The ‘right to roam’ applies to mountain biking and skiing, too – but respect any local signs that forbid it. Additionally, skiiers have the right to roam on cultivated land from 15th October to 29th April, when it’s covered in snow.
Is hunting allowed?
Wild reindeer, deer, wolves, beaver and elk are all hunted in Norway, with different district authorities allowing culls or setting open seasons at various times of year. Check the state of play locally, because you can’t wild camp during hunting seasons for safety reasons. The Norwegian Directorate for Nature can tell you more.
Do I really need travel insurance?
Norway is a safe place but you still need travel insurance. It can make all the difference if things go wrong when you’re in the middle of nowhere. For lots of different reasons, we recommend World Nomads (you can read more in this guide).
Is it possible to camp wild in winter?
Unless you’re hardcore and have expedition-grade gear, you might want to think about ‘indoor camping’ in a DNT or campsite cabin instead – they’re well set up for winter stays.
Camping wild in the snow is definitely possible, but you should take survival courses before setting off, pack well, and make proper plans to ensure you stay safe.
Where do I go to the toilet while camping?
Hikers often drink from streams, so do your business at least 50m away from water sources. Make sure you bury any solids and the corresponding paperwork.
Where can I buy outdoor gear?
What about RVs and caravans?
The 150m rule mentioned above applies to campervans and caravans too, as long as you’re off the road. There’s a network of rest areas across Norway and you’ll find allocated overnight parking places in most towns.
Tømmestasjon or ‘Dump stations’, where you can empty chemical toilets and fill up with fresh water, are frequent and well signposted – you’ll find them at most petrol stations and overnight parking spots.
Campsites in Norway
If the thought of a lonely night under the stars miles from anywhere – and anyone – fills you with dread, don’t worry.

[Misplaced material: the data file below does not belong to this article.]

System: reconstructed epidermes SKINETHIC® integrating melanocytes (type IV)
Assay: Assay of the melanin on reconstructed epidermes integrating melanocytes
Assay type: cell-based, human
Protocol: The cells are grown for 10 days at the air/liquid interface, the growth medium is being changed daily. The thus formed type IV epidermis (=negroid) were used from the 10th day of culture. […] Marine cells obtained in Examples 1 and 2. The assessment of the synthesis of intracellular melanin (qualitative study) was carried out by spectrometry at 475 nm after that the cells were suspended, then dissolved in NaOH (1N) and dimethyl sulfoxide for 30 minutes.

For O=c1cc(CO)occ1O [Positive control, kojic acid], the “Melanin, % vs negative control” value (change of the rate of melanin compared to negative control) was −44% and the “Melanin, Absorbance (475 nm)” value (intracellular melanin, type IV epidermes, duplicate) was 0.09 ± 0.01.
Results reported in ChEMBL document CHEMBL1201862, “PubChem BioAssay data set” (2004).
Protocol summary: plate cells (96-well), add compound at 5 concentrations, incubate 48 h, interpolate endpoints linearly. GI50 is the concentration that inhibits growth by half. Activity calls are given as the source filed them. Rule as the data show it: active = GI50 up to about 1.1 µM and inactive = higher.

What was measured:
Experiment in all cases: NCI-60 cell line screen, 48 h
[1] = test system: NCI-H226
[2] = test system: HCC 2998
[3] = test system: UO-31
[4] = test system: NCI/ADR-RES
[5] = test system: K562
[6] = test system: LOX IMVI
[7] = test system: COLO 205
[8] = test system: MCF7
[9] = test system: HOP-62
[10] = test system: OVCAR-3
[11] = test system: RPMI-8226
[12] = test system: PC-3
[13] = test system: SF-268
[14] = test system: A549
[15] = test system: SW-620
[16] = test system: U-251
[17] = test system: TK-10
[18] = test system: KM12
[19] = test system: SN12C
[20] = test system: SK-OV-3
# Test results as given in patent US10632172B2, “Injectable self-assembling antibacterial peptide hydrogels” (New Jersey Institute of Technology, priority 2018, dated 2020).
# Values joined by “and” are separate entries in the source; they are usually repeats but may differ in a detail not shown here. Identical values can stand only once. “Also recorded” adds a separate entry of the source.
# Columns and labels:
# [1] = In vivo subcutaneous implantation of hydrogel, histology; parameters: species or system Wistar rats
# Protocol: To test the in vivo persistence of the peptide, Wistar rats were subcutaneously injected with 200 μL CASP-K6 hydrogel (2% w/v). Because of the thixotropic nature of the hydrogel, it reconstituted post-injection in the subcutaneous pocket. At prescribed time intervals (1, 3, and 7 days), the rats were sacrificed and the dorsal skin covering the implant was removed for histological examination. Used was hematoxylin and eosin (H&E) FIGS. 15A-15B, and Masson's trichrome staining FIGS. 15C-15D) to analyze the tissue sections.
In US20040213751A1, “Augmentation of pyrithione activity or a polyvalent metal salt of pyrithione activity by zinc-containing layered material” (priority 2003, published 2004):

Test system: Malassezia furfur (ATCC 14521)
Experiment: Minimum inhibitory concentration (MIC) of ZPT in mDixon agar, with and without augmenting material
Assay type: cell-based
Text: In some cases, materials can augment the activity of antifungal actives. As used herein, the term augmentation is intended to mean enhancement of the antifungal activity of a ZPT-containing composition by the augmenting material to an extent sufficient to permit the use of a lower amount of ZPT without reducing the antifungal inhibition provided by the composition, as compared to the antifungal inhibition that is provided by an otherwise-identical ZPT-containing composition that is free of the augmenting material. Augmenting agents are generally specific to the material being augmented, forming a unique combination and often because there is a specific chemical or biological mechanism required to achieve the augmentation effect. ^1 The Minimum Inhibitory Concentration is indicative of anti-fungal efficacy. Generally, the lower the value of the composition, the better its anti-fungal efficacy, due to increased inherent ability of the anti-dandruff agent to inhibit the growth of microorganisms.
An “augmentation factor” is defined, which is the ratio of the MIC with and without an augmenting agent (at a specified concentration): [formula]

Norwegian ampsites offer convenience and relative comfort. As well as pitches for tents, most campsites have a few cabins for rent sleeping two, four or more – handy if the weather’s foul, your gear’s soaked through and you need to dry off.
There are 1,000 or so campsites dotted across Norway, classified by a star system. One-star sites are pretty basic, with self-catering facilities and hot and cold running water, while five-star sites come with shops, TV rooms, kids’ play rooms, washing machines and other amenities.
One of the best options is to browse the campsites on Booking.com, which lists most of the country’s best campsites and lets you book ahead online.
Also worth knowing about is the network of 550 huts run by the Norwegian Trekking Association (DNT). Their stone bivvy shelters and self-service cabins are in the most beautiful areas for hiking, mountain biking and skiing. There’s more on how to become a DNT member, when huts are open and how to get hold of a master key at dnt.no
How much do campsites cost?
A typical price for a tent and two adults is around 150–300 NOK per night including electricity and shower facilities. Sometimes hot showers cost extra (around 5 NOK for four or five minutes).
Three special campsites in Norway
In a peaceful spot next to the Austnesfjord, Hammerstad Camping is a small site, a 10-minute drive from Svolvær, the self-styled ‘capital’ of Lofoten. The fjord is teeming with fish, so attempting to catch them is what most people do here – or you can rent a boat with an outboard motor and tootle around the inlets.
There’s plenty of space on lush, green pitches or in turf-roofed cabins at Melkevoll Bretun, 190 miles from Bergen at Briksdalen on the doorstep of the Jostedal National Park. A ‘kitchen barn’ and free sauna are among the facilities, with loads to do including bouldering (there’s a natural course on site) and hiking – the Briksdal glacier is a 45-min walk away.
Senja in the Arctic Circle is Norway’s second biggest island, famous for sea eagles in summer and whale watching in winter. Skrolsvik Kystferie is a glorious waterfront site here, with just eight pitches (plus a few cabins). It’s a 40-minute drive from the Ånderdalen National Park, a protected stretch of Alpine coastal forest, fjords and lava fields criss-crossed by hiking trails.
You can browse hundreds of other Norwegian campsites here.